Sos joined the company in November 2011 as vice president and general manager of molecular spectroscopy before assuming his current position in October 2015. “Life is about experiences,” he says. “I felt as though it was tremendously valuable to take on some risks, and they’ve paid off for me.”
2. Apply your other skills to the job.
Mark Darey, a plant chemist at Innospec, encourages chemists to identify additional skills they can offer their employer that are beyond their current job responsibilities.
“Find something you feel passionate about and are interested in because you will naturally do well and go above and beyond, and you don’t feel like you have to work hard to do that."
For example, after working for Albany Molecular Research Inc. (AMRI) for a couple of years, Darey began looking for ways to advance in his role there. He spoke with his manager about what he could do to move to the next level.
His manager knew that Darey had been a high school chemistry teacher at the beginning of his career and suggested that he teach chemistry to the lab techs and other employees at AMRI who were interested in brushing up on their chemistry.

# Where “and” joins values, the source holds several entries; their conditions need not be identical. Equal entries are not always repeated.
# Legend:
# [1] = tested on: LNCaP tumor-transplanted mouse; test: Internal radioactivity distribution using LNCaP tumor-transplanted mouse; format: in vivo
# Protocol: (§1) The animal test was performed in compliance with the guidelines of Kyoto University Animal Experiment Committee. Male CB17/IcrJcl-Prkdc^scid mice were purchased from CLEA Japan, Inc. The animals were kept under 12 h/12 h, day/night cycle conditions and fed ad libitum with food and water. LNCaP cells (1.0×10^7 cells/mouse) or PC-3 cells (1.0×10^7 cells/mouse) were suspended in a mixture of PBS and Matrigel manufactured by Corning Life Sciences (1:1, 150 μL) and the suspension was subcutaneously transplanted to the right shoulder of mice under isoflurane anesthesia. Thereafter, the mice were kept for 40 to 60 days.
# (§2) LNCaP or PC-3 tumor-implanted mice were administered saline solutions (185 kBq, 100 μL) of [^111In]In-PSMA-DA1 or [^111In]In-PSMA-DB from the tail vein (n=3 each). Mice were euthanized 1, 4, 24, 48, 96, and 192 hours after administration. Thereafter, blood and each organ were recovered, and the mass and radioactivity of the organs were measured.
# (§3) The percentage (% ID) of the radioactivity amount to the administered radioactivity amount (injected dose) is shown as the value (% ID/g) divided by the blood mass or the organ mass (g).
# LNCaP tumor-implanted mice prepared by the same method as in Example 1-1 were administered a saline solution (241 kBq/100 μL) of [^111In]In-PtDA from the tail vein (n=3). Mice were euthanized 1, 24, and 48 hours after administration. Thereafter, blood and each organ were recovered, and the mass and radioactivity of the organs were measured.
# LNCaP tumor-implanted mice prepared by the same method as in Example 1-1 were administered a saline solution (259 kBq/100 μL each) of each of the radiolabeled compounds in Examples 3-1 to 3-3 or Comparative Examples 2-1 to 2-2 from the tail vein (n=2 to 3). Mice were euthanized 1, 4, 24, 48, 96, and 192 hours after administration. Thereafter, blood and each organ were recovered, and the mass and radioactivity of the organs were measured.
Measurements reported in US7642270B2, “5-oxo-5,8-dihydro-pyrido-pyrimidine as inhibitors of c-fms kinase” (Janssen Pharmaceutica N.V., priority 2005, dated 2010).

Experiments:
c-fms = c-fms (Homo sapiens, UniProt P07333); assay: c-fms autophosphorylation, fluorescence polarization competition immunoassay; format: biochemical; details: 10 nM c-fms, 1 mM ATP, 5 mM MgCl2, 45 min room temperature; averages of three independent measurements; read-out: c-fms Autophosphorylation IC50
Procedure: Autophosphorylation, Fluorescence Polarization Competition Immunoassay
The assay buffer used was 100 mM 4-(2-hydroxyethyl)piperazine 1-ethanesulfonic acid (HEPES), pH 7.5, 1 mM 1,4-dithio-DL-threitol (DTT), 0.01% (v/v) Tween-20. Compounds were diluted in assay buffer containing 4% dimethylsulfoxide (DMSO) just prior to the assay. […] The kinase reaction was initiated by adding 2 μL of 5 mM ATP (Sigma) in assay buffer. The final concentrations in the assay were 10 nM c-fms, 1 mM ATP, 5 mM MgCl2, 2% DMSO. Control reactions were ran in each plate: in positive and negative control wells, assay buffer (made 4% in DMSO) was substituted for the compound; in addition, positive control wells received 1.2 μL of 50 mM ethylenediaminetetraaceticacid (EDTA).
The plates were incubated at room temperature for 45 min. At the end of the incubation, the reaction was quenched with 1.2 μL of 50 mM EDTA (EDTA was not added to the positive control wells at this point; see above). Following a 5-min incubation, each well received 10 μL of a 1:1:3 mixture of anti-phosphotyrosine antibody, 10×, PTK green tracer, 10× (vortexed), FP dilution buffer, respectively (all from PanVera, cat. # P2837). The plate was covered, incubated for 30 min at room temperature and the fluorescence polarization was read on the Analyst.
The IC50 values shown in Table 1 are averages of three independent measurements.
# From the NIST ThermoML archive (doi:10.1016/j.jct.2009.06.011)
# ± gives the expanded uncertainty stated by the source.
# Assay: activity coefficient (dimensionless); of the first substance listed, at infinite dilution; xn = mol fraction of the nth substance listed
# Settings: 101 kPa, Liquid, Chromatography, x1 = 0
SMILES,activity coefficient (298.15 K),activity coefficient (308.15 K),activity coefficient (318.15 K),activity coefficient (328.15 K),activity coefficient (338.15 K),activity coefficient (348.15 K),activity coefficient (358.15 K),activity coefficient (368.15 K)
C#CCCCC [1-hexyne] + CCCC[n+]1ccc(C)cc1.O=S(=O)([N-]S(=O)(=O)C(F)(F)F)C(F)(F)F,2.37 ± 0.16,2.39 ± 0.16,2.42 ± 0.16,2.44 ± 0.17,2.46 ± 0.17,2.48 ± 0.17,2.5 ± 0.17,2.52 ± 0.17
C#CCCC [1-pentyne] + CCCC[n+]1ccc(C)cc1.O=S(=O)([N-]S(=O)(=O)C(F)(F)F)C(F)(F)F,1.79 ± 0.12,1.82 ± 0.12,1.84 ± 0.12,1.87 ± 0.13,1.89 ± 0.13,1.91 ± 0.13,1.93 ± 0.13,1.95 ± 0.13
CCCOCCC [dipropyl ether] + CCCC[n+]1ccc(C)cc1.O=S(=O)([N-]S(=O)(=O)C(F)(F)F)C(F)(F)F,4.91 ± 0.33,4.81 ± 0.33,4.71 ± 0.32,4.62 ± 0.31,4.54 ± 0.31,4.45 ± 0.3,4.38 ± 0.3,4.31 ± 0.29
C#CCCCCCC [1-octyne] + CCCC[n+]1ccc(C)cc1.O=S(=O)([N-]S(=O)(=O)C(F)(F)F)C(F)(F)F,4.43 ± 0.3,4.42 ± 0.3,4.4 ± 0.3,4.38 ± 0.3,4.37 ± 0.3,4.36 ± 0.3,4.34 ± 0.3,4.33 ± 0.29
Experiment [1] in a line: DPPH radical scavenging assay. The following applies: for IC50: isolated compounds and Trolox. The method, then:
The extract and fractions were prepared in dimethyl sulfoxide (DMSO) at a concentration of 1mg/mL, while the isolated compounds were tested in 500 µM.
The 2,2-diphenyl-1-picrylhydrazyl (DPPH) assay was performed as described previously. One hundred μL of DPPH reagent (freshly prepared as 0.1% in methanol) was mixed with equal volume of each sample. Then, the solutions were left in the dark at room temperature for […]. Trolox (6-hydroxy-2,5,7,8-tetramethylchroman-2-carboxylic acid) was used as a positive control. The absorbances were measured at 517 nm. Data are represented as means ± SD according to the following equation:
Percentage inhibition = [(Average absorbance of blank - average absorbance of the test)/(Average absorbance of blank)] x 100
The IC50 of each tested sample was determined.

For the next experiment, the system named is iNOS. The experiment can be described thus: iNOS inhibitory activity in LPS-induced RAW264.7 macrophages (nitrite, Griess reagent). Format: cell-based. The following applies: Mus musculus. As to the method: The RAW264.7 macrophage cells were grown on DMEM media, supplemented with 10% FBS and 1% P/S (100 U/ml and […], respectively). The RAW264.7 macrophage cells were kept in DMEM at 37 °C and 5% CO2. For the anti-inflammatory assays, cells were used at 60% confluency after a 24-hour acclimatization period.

Darey agreed and devised different sets of lectures. Soon he began teaching everyone from lab techs with no chemistry background to Ph.D.s who just needed a refresher. He spent his weekends preparing the lectures, and he gave roughly three lectures per week between 7:30 and 8:30 AM.
“I enjoyed it, and I was learning something myself as well. I got positive feedback from people that they were learning something from my classes, and that was a good feeling,” he says.
About a year and a half later, Darey was promoted from senior research scientist II to senior research scientist III.
3. Identify an opportunity, and be a problem solver.
When Jason Stevens started at Strem Chemicals as a warehouse assistant in 1992, he never imagined he would become a manager at the company. In fact, he had only a high school degree. “My tasks involved opening boxes and putting inventory away,” he says. Today, Stevens supervises 20 people—roughly one-third of the company.
Stevens says his lucky break came literally when his new manager went on medical leave with a broken ankle and Stevens and a coworker were put in charge of the warehouse operations. Stevens knew this would be his opportunity to suggest some improvements to the department. He told his supervisor that these changes had to be made but warned that the new manager would likely resist the changes when he came back. The supervisor told him to do what he needed to do, and when the manager came back, they would assign the manager to a different role.